Thought Leadership

Community Banks Outpaced Big Banks Q4 2014

Many analysts celebrated Main Street and the “little guy” as community banks across the country outperformed the rest of the banking industry at year-end 2014.  According to the FDIC’s Quarterly Banking Profile report for the fourth quarter of 2014, the banking industry saw a robust performance by community banks.  Community banks earned $4.8 billion during the quarter – a 28 percent increase in income from the year before – while the rest of the industry reported a $2.9 billion decrease in income, or 7.3 percent slump down from Q4 of 2013.

Some industry-watchers attribute the strong returns in community banking with the gangbuster activities in the oil and gas industry.  Especially in places like the Bakken fields of North Dakota, where the economic volatility of the “gold rush” environment may require the nimble versatility of local community banks, who may be better suited to keep pace – and capture economic opportunities – with the frenetic environment in their areas.  The same holds true for community banks in the Dallas region, with states like Texas and southeast New Mexico, heavily concentrated in the oil and gas industry.  The Dallas geographical region of community banks outperformed most other regions of the country except for the New York region, which includes most of the East Coast.

However, as oil prices fall to almost half of what they were, what may be a boost to consumers at the pump will likely spell a drop off in the local economies of these oil and gas regions as the industry narrows and slows somewhat throughout this year and next.  This could have an adverse impact on community banks servicing these regions.  Additional factors that could lead to a slowdown in growth of the banking industry in general include the potential interest rate increases by the Federal Reserve looming later this year.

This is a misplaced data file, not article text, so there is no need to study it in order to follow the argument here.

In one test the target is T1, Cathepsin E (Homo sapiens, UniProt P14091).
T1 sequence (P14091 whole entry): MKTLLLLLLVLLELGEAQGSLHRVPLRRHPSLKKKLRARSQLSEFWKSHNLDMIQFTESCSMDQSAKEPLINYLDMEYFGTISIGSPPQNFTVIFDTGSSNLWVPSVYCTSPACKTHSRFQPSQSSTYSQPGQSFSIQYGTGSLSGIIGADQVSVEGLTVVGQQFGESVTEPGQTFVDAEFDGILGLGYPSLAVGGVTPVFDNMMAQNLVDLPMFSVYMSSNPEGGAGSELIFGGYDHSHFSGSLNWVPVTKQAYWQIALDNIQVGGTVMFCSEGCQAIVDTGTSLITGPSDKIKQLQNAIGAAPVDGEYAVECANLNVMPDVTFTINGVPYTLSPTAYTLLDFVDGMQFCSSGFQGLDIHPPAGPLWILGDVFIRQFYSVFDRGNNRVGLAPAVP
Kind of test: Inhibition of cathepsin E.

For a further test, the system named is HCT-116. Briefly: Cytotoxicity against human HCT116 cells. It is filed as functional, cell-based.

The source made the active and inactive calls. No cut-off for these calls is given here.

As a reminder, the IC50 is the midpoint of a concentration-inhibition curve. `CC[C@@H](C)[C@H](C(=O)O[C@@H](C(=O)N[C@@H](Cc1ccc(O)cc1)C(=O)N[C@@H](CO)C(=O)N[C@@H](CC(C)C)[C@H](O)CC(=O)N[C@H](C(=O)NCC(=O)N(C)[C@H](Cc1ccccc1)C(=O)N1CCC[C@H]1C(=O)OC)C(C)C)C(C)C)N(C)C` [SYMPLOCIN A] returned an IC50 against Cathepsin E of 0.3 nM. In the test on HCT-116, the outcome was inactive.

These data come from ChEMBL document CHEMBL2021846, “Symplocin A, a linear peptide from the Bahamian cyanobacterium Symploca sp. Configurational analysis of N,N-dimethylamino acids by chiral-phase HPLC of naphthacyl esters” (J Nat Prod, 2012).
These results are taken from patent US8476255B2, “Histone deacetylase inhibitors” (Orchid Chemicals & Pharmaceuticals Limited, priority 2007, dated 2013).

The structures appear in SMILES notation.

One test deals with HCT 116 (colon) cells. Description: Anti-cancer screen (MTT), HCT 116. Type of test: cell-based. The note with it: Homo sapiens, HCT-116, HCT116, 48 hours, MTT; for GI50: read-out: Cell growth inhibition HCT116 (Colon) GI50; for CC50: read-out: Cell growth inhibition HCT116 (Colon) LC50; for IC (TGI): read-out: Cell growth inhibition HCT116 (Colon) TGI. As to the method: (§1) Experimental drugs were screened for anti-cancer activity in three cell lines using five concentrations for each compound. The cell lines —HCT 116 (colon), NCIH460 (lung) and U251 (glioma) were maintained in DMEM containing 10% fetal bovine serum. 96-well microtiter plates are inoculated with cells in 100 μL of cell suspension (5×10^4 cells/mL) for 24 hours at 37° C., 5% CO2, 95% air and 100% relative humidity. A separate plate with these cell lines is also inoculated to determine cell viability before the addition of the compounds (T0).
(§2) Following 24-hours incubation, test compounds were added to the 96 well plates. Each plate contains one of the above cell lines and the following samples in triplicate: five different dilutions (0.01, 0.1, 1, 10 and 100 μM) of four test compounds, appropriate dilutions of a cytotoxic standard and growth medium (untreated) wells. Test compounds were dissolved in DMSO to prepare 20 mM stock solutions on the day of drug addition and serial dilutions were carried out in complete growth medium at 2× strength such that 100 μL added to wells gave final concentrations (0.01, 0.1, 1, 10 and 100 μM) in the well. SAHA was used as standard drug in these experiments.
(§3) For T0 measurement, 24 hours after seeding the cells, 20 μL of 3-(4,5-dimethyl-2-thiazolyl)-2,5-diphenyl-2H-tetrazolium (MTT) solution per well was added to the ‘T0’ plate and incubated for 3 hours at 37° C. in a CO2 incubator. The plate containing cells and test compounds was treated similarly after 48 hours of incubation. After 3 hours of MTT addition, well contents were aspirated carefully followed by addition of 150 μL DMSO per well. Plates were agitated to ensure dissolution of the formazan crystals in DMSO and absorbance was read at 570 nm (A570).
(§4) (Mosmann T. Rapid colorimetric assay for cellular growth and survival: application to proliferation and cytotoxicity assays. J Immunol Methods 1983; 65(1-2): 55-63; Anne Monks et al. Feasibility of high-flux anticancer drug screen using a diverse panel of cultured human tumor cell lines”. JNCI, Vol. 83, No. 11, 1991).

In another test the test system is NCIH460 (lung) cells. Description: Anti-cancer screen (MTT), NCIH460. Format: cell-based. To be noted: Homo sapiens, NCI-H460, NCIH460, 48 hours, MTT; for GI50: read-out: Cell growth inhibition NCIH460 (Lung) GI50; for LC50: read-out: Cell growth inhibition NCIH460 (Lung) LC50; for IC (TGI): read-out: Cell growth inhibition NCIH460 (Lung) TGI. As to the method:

Some suggest that the strong showing by community banks was also driven by the comparative losses between some of the largest banks, including Bank of America, JPMorgan Chase, and Citigroup, due to litigation costs and settlements (JP Morgan Chase alone has dished out tens of billions of dollars in fines and settlements to federal regulators and the U.S. Department of Justice from the fallout of the Great Recession.)  Nonetheless, in light of the core function community banks play in securing the stability and prosperity of local communities, especially in rural areas of the country, the robust numbers of last quarter for the community banking industry is a further indication of the overall health of the Economy, and is something everyone should feel good about.